School Board Focused on Goals for Learning and Improvement

Robert Thomas

Setting goals and whether those goals can be achieved in an alternative manner was part of the discussion surrounding school and division improvement.

At its November meeting the Board of Prairie South School Division were presented with the first of two reports from the Student Outcomes and Achievement Committee. The report focused on student school and division improvement. 

Each school's Learning Improvement Program (LIP) takes into consideration local school achievement data, nature of the community and it’s aspiration for children and youth. The School Community Council (SCC) is consulted in the development of the LIP. 

The Superintendent of Operations annually reviews the draft School Learning Improvement Program and ensures it is signed off by the SCC. The Supervisor of Operations then annually reviews the outcomes and provides feedback to school principals 

Although many of the LIP goals are aimed towards increasing scholastic achievement Superintendent Tony Baldwin said new discussion was questioning whether the goals were realistic and if they were the right goals to strive for.

Goals such as increasing graduation rates might be better achieved by focusing on well-being and involvement as students likely to drop out would stay in school, he said. 

“We have had some discussion about whether the well-being goals might be more critical than some of the academic goals with the notion if we can change a student's sense of involvement or belonging we can probably change things in terms of literacy. In terms of (improved) graduation rates just as a side effect of that,” Baldwin said.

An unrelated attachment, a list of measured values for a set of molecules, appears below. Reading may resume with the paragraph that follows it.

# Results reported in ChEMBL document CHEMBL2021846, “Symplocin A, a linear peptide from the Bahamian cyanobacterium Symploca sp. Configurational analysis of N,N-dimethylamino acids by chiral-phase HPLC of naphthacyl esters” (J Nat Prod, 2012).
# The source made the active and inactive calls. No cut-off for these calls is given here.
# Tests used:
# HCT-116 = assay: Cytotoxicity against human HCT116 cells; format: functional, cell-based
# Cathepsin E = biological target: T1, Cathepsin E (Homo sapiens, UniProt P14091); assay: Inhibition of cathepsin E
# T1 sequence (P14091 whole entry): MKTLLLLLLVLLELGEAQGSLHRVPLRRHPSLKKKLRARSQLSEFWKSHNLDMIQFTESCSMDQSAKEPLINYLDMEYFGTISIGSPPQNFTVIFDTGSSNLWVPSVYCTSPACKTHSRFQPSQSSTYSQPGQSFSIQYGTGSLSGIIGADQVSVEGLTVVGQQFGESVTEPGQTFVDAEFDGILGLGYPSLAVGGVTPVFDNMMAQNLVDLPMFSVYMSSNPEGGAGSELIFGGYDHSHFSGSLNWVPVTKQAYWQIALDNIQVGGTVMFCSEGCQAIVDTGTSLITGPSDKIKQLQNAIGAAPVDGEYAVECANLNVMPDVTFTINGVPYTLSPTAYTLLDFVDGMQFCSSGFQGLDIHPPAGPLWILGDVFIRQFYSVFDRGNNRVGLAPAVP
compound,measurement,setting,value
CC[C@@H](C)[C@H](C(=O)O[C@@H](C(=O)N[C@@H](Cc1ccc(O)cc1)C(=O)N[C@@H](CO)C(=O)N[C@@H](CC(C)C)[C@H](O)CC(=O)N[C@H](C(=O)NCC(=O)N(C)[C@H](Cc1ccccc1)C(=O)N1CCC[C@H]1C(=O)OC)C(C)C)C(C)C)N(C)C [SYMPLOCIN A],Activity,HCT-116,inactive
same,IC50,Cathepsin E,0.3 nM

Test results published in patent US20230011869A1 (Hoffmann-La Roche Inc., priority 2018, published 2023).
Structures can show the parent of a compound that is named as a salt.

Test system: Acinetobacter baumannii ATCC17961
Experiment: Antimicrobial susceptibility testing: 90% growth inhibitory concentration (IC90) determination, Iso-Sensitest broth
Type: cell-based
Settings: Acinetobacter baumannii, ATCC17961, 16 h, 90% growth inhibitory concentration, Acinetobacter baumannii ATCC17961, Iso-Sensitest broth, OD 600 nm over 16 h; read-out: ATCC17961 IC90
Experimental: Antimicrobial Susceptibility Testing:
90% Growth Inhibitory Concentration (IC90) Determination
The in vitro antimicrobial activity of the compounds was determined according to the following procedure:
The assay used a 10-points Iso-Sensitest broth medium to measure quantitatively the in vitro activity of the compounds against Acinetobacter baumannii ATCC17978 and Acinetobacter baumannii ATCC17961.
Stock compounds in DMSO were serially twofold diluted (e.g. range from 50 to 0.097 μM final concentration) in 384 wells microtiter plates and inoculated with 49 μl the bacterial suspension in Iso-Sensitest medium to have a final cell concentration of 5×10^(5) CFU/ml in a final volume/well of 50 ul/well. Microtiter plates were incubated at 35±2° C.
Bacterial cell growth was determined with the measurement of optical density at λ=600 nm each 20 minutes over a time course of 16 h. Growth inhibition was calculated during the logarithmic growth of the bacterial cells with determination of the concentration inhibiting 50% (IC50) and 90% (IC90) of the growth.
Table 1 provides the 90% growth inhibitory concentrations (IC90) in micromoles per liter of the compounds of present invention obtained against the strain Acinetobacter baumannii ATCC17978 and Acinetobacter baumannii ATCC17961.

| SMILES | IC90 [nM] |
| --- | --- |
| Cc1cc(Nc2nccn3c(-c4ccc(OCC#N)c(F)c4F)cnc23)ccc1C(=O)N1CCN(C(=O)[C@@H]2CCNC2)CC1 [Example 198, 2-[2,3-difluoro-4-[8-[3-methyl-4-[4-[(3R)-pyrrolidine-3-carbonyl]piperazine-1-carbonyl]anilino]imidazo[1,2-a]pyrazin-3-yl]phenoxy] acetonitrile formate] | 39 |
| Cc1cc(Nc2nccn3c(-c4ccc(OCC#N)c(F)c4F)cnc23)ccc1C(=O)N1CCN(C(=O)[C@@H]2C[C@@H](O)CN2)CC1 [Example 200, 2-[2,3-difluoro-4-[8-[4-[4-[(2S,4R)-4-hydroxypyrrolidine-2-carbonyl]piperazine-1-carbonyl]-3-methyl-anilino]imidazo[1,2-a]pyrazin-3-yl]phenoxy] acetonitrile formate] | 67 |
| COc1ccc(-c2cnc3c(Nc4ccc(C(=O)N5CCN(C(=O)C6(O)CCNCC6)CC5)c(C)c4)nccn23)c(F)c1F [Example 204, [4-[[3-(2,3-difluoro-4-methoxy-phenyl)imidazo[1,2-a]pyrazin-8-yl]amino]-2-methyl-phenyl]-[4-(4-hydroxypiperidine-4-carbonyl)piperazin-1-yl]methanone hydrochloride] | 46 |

“Should we even have a graduation rate goal or is it just a symptom of that? That’s something you wouldn’t have seen five years ago in the sector plan so I find it quite interesting,” he said, adding “we have some good work in our buildings connected to these well being goals.”

As part of the Learning Improvement Plans each school had to create at least one Student Learning Goal. 

Reading goals were set in 24 schools, writing goals in 25 schools and math goals were set in three schools. Some schools had more than one Student Learning Goal.

Baldwin said Learning Improvement Plans were important and SCC committees were highly involved in their creation and he typified their work and involvement as “just great.” 

Other goals focused upon student Well-Being. Engagement/Involvement/Motivation (five schools), Belonging/Relationships (four schools), Anxiety/Depression (one school), Bullying/Safety (three schools), Credit Attainment (three schools), EYE (Early Years Engagement) (one school), Growth Mind Set (two schools) and Attendance (one school.)

Despite improvements, questions were asked if goals were realistic and goals needed to be set that were achievable he said. Conversations between the committee and principals were asking for “realistic goal setting and setting goals we can actually move the dial on.”

‘We are more than likely not to achieve our goal than achieve it. That doesn’t mean we haven't made any progress it just means we haven’t gotten to the goal,” Baldwin said.

The report stated “although most LIPs show improved growth, only 29 of 71 LIPs met their targeted goal.”

The report was generated by the Student Outcome and Achievement Committee which focused on school and division improvement.